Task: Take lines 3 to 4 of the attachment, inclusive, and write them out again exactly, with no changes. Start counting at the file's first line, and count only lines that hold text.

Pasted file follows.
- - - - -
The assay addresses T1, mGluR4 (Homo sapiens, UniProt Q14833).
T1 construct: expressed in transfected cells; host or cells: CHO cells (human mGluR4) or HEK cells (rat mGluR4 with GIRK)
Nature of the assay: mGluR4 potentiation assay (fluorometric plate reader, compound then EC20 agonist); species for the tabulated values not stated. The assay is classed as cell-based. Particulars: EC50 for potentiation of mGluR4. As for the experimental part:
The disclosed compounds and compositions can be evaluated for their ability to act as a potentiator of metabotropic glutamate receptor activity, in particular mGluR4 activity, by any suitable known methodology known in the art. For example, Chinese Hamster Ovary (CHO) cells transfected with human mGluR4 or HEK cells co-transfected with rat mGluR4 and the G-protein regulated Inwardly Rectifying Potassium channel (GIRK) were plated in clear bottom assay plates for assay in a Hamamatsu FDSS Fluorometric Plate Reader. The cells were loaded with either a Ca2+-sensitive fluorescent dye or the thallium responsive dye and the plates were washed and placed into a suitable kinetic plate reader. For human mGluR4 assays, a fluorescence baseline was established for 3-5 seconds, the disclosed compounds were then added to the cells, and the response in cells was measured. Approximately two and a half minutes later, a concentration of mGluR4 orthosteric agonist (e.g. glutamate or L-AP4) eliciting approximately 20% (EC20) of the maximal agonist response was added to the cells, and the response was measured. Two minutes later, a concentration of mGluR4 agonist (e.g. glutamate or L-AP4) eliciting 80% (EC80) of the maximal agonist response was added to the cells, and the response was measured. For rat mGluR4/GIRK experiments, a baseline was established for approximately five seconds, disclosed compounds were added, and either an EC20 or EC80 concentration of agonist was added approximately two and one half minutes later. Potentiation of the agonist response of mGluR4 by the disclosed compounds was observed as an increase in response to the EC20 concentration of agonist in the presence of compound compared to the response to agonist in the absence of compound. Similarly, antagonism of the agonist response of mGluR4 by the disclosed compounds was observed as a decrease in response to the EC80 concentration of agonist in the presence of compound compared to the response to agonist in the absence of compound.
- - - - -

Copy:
Nature of the assay: mGluR4 potentiation assay (fluorometric plate reader, compound then EC20 agonist); species for the tabulated values not stated. The assay is classed as cell-based. Particulars: EC50 for potentiation of mGluR4. As for the experimental part:
The disclosed compounds and compositions can be evaluated for their ability to act as a potentiator of metabotropic glutamate receptor activity, in particular mGluR4 activity, by any suitable known methodology known in the art. For example, Chinese Hamster Ovary (CHO) cells transfected with human mGluR4 or HEK cells co-transfected with rat mGluR4 and the G-protein regulated Inwardly Rectifying Potassium channel (GIRK) were plated in clear bottom assay plates for assay in a Hamamatsu FDSS Fluorometric Plate Reader. The cells were loaded with either a Ca2+-sensitive fluorescent dye or the thallium responsive dye and the plates were washed and placed into a suitable kinetic plate reader. For human mGluR4 assays, a fluorescence baseline was established for 3-5 seconds, the disclosed compounds were then added to the cells, and the response in cells was measured. Approximately two and a half minutes later, a concentration of mGluR4 orthosteric agonist (e.g. glutamate or L-AP4) eliciting approximately 20% (EC20) of the maximal agonist response was added to the cells, and the response was measured. Two minutes later, a concentration of mGluR4 agonist (e.g. glutamate or L-AP4) eliciting 80% (EC80) of the maximal agonist response was added to the cells, and the response was measured. For rat mGluR4/GIRK experiments, a baseline was established for approximately five seconds, disclosed compounds were added, and either an EC20 or EC80 concentration of agonist was added approximately two and one half minutes later. Potentiation of the agonist response of mGluR4 by the disclosed compounds was observed as an increase in response to the EC20 concentration of agonist in the presence of compound compared to the response to agonist in the absence of compound. Similarly, antagonism of the agonist response of mGluR4 by the disclosed compounds was observed as a decrease in response to the EC80 concentration of agonist in the presence of compound compared to the response to agonist in the absence of compound.